I have talked to too many small business owners that have traded a 60-hour a week job for an all consuming 80-hour a week job in a business that they own. Forcing yourself to work on your business instead of being a part of your business means that it has a smaller chance of becoming all-consuming when you strike out on your own. It also means that you will be good at working on your business which means you will be focused on growing and expanding profits instead of serving as another cog in the machine.
Know Your Numbers
Having a theoretical conversation about when to quit the W2 job is a great thought exercise, but you do need to understand what it takes to be financially independent.
If you would like the tools that we use to manage our budget and to calculate our expense profile, follow the link at the end of the article to reach out to us.
Step one is understanding your average monthly spend. Understanding where your money is spent is key to knowing what an acceptable minimum standard of living for your family is, what a normal standard is, and then what is your dream standard of living.
Take me as an example. Our minimum standard of living does not take immense sacrifice, but it involves eating out only one time a week, cutting back on our subscriptions (Netflix, Disney, Prime, Sling), and limiting the amount of eating out that occurs during lunch. Our vacation budget is also held to a minimum.
Our normal standard of living looks similar, except that our lunch tab grows quite a bit.
Our higher standard of living does not involve a fancy new car payment, but we do give more to charity and we do increase the number of vacations that we budget for.
The range between my low and my high standard of living is small, and there is not a lot of sacrifice going on with our low side number. This is not an exercise in spartan living or minimalism, or how to live a life of extreme excess. What does it take to be comfortable is the question you are looking to answer.
Once you know your expenses you now need to calculate what your income needs to be. I like to project 25% to 50% more income to cover my expenses. This helps factor in the unexpected and it allows me to continue growing my income streams.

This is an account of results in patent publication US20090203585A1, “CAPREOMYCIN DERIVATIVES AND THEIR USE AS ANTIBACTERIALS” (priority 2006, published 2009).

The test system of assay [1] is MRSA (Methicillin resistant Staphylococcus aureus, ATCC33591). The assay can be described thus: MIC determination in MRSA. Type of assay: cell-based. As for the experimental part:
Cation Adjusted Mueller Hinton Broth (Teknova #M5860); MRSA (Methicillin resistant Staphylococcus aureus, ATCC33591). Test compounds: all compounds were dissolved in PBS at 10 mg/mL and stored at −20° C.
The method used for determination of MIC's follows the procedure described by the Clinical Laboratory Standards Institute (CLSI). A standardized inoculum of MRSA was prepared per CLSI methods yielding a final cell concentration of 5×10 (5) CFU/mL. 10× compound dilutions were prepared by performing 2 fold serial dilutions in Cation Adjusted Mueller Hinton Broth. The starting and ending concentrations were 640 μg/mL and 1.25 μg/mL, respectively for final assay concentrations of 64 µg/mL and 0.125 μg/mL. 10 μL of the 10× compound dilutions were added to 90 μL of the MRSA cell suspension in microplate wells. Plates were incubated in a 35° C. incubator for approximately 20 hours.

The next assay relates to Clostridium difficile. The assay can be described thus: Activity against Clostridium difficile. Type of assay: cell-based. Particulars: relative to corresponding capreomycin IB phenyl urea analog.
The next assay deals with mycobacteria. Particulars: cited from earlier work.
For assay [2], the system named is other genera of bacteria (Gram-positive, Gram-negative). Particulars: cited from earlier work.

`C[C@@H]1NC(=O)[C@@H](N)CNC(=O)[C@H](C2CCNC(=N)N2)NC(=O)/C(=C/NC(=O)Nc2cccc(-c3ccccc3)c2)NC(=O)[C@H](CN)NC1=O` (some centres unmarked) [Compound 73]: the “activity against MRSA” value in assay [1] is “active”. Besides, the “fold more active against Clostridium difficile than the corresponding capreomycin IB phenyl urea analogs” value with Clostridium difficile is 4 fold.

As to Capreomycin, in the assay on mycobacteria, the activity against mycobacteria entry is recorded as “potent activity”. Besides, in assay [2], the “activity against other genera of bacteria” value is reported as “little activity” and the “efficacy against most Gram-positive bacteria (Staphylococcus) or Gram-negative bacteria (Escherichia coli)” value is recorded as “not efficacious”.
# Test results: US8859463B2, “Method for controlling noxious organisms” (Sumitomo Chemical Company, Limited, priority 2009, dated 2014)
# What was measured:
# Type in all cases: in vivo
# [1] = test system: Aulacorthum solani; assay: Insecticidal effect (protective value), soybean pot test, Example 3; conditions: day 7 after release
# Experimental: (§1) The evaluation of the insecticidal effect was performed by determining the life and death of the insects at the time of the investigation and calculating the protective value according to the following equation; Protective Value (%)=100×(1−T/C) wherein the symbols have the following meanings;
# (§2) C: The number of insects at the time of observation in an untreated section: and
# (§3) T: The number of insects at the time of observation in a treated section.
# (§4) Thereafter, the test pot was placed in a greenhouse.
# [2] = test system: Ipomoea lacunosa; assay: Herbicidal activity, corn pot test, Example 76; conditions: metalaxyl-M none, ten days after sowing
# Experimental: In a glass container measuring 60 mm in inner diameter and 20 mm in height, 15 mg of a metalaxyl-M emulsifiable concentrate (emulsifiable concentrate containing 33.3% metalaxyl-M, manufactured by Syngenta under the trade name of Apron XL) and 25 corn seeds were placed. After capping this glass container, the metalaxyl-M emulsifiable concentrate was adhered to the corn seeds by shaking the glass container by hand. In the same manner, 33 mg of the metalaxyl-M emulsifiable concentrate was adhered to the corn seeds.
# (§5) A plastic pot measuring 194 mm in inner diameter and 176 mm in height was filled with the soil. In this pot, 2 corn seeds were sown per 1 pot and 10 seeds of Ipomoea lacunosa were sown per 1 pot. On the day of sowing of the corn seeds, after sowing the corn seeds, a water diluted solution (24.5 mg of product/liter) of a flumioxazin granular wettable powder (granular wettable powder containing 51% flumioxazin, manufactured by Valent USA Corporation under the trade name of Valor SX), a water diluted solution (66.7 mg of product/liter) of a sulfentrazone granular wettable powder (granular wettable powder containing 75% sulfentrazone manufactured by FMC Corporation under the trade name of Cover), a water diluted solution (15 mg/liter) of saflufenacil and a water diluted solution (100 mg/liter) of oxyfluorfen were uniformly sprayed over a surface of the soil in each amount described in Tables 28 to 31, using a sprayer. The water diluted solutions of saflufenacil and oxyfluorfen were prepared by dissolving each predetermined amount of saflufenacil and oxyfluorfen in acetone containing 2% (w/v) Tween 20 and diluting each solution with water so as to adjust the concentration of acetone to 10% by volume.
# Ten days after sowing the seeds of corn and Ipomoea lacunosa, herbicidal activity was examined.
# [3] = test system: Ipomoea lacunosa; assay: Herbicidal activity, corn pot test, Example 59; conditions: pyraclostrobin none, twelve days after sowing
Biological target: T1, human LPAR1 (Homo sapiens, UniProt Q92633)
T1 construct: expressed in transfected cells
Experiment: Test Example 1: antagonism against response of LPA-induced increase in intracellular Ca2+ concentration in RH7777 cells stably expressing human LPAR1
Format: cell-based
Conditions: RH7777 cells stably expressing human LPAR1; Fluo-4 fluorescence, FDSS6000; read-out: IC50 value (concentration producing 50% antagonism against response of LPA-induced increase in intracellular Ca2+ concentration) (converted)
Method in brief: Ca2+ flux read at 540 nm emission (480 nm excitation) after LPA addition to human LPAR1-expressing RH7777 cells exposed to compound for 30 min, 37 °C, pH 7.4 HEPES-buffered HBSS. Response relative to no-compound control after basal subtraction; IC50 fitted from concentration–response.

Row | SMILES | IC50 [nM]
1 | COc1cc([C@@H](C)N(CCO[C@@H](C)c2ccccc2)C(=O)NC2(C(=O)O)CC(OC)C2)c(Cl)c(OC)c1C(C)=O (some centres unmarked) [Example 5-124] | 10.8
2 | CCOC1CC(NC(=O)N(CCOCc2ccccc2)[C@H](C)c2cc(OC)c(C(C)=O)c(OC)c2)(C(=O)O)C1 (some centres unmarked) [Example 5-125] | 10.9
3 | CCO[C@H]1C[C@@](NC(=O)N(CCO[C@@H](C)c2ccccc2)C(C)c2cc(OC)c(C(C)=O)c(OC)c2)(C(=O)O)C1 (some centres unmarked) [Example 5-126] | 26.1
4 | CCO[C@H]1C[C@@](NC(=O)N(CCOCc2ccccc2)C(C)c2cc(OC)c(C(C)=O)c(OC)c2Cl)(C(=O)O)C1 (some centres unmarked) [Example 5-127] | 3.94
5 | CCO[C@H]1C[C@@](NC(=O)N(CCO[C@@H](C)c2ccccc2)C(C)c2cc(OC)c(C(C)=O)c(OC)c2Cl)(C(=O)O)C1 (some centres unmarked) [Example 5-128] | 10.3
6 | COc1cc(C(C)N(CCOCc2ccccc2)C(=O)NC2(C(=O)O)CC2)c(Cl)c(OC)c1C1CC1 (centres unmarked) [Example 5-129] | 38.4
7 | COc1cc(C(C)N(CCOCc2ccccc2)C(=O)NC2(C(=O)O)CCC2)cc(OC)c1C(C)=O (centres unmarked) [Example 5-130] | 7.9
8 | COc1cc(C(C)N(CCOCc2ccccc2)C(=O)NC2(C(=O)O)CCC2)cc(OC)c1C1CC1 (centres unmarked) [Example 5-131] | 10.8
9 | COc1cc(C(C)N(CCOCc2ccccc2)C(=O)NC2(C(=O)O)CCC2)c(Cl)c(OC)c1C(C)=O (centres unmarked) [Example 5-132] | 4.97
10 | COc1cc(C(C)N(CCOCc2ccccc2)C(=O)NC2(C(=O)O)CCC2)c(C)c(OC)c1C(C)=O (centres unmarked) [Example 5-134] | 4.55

Begin Putting A Plan Together
Turning a thought exercise or a dream into a reality not only takes work, but it also requires a timeline. When I started my journey, I chose a five-year time horizon to become financially independent.
At the time of this article, I have one year and seven months left of that timeline, and I am on track to beat my goal.
Having an end date has been immensely helpful for me. It provides a level of accountability for me, but it also helps me understand the math.
If the goal is to generate $10,000 a month in income you need to do the math to determine if what you are doing today will deliver what you need within your time horizon. If it does not, you will need to come up with an alternate plan, and additional plan, or you will need to double down on your current activities.
It is okay to not have a plan fully lined out when you start your journey. I had some ideas and developing opportunities when I set my goal, but I had no clear path to achieving financial independence. The benefit to having a goal was that I was able to sit down and research opportunities for a couple of months to come up with a plan. I was able to weigh opportunities not just against each other but against what I needed to achieve my goals.
Get Serious In the Final Stages
Take your plan to another level as you get near your goal. I have seen individuals near their goal write and date their resignation letter to hold them accountable. I heard of one individual that gave the letter in an addressed and stamped envelope to a buddy with a note to mail the letter on a specific date. That is commitment!
Moving forward, continue to work your plan and share it with like minded people who can give advice and pointers.